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The Americans: EST Men

... in which missions go horribly awry, and the Center’s desire to recruit Paige continues to cause tension between Elizabeth and Philip.

In many ways, the season premiere gives us business as usual for The Americans. The KGB, CIA, and FBI are continuing to wage their countries’ ideological war at home and on the world stage. Philip and Elizabeth are taking meetings with their Center handler and running various ops. Philip is dealing with sexual hijinks with his assets, while Elizabeth is grooming new assets and fighting her way out of trouble.

But not everything is the same. The Jennings have a new handler (who turns out to be their old handler, Gabriel). Nina is gone and has been convicted of espionage and treason. Annalise is a redhead. And the asset Elizabeth is attempting to develop is Paige.

Elizabeth doesn’t see things that way, of course. She believes she’s merely creating a closer relationship with her daughter, and is just telling the Center what it needs to hear. But Philip has it right. Elizabeth’s idea of a closer relationship with Paige is being spies together. She wants to recruit Paige into the KGB, wants her daughter to find out who they and she really are. Yes, it will change everything, but in a good way. She’ll take after them, join the family business, and they’ll fight for glorious revolution. Together.

Elizabeth: “I told him what he needed to hear. What the Center needs to hear.”
Philip: “And that is exactly what you want. [pause] Elizabeth, we are so close now. We are so close. Couple years, she goes to college, she’s an adult. She can have her own life. We owe her that. Don’t you get it?”
Elizabeth: “I get it. I get everything.”
Philip: “You’re assessing her. You’re developing her.”
Elizabeth: “I don’t know what you’re talking about. She’s my daughter.”

For Elizabeth, training Paige will be a wonderful parental rite of passage, in which she gets to pass down her knowledge and skills to the next generation. As she was teaching her fellow young agent how to tail another vehicle, you could see her pleasure at helping him learn, likely anticipating getting to do the same work with Paige. She told Gabriel that it’s going to take time to lay the groundwork for initiating Paige into the spy world, but if her opening memories are any indication, she’s chomping at the bit to just throw Paige into the deep end to force her to learn how to swim.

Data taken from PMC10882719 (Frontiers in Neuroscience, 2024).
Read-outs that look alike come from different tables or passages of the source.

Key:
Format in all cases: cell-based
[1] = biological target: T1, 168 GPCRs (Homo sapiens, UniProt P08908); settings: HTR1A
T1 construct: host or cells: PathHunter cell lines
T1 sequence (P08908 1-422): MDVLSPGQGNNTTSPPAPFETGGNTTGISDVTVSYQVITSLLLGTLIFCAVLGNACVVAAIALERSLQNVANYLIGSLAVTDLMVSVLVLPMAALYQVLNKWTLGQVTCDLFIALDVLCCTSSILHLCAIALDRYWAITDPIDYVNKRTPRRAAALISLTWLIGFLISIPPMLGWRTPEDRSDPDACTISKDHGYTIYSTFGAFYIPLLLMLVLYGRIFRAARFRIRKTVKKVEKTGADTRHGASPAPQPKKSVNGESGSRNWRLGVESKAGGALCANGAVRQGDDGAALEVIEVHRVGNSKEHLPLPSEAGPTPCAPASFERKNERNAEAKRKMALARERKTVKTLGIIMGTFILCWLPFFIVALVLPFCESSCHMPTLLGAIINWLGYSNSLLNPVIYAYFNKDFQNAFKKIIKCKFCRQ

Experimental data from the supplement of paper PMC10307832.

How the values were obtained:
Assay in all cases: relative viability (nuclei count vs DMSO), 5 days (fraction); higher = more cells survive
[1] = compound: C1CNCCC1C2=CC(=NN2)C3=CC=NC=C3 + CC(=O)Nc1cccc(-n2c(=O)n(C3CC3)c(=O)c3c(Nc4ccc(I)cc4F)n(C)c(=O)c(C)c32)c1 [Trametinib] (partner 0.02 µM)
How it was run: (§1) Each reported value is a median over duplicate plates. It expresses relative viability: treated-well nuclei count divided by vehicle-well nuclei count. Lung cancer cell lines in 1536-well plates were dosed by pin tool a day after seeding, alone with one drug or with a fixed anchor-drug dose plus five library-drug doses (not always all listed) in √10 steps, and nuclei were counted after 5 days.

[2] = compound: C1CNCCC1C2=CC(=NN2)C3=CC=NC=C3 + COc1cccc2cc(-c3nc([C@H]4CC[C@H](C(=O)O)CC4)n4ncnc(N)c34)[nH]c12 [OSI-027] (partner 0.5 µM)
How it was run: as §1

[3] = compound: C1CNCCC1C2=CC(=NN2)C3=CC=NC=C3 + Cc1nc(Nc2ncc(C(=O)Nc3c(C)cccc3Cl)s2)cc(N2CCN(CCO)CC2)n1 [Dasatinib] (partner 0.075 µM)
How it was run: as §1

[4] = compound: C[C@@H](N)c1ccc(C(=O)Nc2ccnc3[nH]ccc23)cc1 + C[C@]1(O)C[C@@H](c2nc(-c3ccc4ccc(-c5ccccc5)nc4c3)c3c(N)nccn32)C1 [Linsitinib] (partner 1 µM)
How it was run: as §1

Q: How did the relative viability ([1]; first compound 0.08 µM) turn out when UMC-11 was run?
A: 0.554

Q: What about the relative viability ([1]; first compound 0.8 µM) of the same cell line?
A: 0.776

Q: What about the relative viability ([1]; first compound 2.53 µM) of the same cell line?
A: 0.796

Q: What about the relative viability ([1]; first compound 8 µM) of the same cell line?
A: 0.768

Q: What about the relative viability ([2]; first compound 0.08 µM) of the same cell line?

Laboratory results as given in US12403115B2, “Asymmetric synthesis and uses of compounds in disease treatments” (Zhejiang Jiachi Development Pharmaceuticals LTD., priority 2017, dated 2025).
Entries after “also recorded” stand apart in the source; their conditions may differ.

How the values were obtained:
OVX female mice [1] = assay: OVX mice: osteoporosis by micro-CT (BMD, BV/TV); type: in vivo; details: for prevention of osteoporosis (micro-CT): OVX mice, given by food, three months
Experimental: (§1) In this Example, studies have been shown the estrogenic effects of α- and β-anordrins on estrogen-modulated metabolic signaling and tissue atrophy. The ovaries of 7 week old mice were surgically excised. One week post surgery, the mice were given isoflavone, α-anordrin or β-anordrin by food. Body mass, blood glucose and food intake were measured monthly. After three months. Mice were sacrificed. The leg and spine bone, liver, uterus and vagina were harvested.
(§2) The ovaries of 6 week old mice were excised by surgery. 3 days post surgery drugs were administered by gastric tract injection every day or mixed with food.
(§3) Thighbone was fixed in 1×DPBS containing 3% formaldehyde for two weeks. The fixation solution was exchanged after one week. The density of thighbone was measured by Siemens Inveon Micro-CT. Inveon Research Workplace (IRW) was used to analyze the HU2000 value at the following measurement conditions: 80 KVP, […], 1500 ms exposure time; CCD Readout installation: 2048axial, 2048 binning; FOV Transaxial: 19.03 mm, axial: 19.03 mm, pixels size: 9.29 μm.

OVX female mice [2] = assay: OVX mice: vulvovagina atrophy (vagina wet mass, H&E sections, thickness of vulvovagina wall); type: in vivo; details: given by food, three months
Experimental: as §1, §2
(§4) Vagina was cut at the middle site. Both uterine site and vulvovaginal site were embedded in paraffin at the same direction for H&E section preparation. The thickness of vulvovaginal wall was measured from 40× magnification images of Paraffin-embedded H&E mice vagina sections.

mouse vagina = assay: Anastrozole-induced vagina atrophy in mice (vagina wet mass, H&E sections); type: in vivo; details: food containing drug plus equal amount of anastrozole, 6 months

Now that Elizabeth has learned her mother is dying, she’s going to want that continuing connection with Paige even more. And, unfortunately, that looming loss is going to make it even more difficult for her to see that her desire to bring Paige into the fold, to keep her close, is not only bound to fail --- she has no interest in the Cause and would rather watch The Jeffersons than the news about Brezhnev’s death --- it is seriously messed up!

I can understand Elizabeth wanting her daughter to know who she really is and to share her ideals. I’m a mother. I get it. But why in the bloody hell would Elizabeth want her daughter to be a spy? What parent wants that kind of future for their kid? The double life, the constant deceit, having to use your body as a sexual weapon, getting bruised and battered and shot, not to mention the ever-present threat of prison or death hanging over your head. How in the world could Elizabeth possibly think her Christian, God-loving daughter would want to ruthlessly kill people for a living? Why would she want that for her? How could she want her daughter to become the kind of person that can stand in a room with the dead body of the woman she just got killed --- a woman who trusted her --- and try to convince her killer that she can help him?

Because that’s what the spy life requires. It requires you to be an inhuman monster in the service of some higher ideal. To use people in service of your own ends. To make them trust you or fear you, and then squeeze them until there’s nothing left. We’ve seen it again and again and again. Nina. Lucia. Jared. Annalise. Even Larrick. Likely Martha someday. And as it destroys the people you’ve used, it slowly destroys you, too. Bit by bit. How many times have we watched Elizabeth and Philip struggle with the pain of their choices? And now we’re seeing Arkady, Oleg, and Stan carrying the weight of what’s happened to Nina. The spy life is not a happy one. And not what most people would want for their children.